The Automotive Service Association (ASA) reports the U.S. Department of Labor (DOL) has issued a new rule for the nation’s overtime regulation.
According to the DOL, the rule, which takes effect Dec. 1, 2016, will serve to:
* Raise the minimum salary threshold from $23,660 to $47,476 a year, or from $455 to $913 a week to qualify as exempt from overtime requirements
* Raise Americans’ wages by an estimated $12 billion over the next 10 years, with an average increase of $1.2 billion annually
* Extend overtime protections to 4.2 million additional workers who are not currently eligible for overtime under federal law
* Update the salary threshold every three years
* Raise the “highly compensated employee” threshold – from $100,000 to $134,004 – above which only a minimal showing is needed to demonstrate an employee is not eligible for overtime
* Respond to employers’ concerns by making no changes to the “duties test” and allowing bonuses and incentive payments to count toward up to 10 percent of the new salary level
The DOL notes that under the rule, employers will be required to raise the salaries of employees to or above the salary level to maintain their exempt status, pay overtime in addition to the employee’s current salary when necessary or evaluate and realign hours and staff workload.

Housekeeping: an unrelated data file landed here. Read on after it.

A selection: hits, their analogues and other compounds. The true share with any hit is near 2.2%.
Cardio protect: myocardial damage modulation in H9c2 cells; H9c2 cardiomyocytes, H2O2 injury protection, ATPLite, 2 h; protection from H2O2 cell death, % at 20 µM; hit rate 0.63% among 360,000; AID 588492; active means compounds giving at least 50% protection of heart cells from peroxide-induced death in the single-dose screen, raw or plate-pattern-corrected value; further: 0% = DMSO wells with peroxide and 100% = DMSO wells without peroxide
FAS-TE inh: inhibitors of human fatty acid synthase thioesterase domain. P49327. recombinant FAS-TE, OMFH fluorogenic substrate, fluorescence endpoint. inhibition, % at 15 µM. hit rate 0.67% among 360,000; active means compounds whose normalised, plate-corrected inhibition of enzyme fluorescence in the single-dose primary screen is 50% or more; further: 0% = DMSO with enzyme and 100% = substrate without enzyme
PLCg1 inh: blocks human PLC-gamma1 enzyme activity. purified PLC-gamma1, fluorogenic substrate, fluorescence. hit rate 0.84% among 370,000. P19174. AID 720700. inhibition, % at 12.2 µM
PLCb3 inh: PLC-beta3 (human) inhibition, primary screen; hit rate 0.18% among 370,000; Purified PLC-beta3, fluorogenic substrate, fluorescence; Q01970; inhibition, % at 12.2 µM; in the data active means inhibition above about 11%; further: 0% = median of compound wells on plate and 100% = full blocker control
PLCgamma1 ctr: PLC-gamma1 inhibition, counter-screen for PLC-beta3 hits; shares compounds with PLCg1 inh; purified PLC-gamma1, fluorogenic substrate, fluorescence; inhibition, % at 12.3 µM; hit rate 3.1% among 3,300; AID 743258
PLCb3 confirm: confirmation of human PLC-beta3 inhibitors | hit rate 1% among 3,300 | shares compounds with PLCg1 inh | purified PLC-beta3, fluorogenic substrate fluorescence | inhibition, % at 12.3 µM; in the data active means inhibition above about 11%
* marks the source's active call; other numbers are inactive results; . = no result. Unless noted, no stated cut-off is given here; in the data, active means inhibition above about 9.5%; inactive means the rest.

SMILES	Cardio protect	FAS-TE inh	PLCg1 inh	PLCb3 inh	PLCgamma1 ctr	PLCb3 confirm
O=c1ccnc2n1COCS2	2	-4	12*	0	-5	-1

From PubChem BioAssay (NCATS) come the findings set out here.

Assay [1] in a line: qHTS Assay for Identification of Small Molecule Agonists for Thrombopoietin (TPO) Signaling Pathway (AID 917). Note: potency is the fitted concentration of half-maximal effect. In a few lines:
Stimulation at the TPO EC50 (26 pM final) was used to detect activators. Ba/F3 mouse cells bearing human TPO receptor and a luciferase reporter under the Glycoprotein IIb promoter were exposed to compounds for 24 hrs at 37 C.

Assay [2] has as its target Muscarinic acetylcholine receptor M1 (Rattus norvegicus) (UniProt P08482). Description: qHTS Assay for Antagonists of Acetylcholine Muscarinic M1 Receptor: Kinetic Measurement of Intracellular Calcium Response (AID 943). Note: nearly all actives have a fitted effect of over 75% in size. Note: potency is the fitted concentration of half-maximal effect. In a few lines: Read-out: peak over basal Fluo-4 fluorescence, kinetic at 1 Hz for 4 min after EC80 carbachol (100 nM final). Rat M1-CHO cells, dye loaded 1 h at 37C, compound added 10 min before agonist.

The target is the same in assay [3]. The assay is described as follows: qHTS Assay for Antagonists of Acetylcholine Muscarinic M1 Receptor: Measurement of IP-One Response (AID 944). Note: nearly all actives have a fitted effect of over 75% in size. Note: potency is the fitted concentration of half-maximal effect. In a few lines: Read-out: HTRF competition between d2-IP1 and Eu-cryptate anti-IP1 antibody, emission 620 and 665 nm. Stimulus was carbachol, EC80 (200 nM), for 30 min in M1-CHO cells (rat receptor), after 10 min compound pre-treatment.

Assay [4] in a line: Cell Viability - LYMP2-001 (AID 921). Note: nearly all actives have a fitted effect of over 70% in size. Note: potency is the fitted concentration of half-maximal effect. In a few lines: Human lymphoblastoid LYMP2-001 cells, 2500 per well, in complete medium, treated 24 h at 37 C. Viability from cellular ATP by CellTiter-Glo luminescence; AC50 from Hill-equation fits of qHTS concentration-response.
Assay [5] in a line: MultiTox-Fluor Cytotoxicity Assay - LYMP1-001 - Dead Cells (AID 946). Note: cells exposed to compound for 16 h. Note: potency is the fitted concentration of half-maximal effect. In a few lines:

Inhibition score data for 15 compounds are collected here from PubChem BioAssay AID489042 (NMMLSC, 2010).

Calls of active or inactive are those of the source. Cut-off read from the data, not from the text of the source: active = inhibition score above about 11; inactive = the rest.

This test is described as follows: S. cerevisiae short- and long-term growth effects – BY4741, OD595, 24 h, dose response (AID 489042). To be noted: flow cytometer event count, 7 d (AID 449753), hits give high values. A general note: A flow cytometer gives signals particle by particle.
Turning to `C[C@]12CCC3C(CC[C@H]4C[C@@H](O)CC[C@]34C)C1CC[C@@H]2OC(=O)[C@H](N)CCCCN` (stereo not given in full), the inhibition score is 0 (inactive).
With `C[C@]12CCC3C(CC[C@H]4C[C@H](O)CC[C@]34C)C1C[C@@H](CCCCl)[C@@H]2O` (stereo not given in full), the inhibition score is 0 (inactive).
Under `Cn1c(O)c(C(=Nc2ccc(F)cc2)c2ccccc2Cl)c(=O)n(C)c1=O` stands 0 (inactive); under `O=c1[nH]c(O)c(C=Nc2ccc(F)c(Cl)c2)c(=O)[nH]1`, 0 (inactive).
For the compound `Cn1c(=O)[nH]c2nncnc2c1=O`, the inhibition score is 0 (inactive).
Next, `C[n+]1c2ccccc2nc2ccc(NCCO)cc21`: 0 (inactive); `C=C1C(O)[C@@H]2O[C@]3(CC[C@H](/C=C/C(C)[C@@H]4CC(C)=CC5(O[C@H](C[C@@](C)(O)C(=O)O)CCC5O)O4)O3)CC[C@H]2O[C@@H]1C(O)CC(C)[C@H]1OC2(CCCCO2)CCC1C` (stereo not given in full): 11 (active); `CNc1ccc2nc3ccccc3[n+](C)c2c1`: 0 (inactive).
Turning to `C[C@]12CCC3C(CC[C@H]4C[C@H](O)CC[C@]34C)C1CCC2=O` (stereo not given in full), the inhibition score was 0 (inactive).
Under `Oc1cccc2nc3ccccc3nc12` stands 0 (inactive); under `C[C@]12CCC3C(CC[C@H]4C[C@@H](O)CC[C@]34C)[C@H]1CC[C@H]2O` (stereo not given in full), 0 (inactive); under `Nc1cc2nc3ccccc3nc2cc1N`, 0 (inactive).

ASA urges members to review these rule changes relative to their businesses before the rule takes effect. For more information, click here:
The Automotive Service Association is a not-for-profit trade association dedicated to and governed by independent automotive service and repair professionals. ASA serves an international membership base that includes numerous affiliate, state and chapter groups from both the mechanical and collision repair segments of the automotive service industry.
ASA advances professionalism and excellence in the automotive repair industry through education, representation and member services. For more information, see www.ASAshop.org or call (817) 514-2900 or visit ASA’s legislative website at www.TakingTheHill.com.
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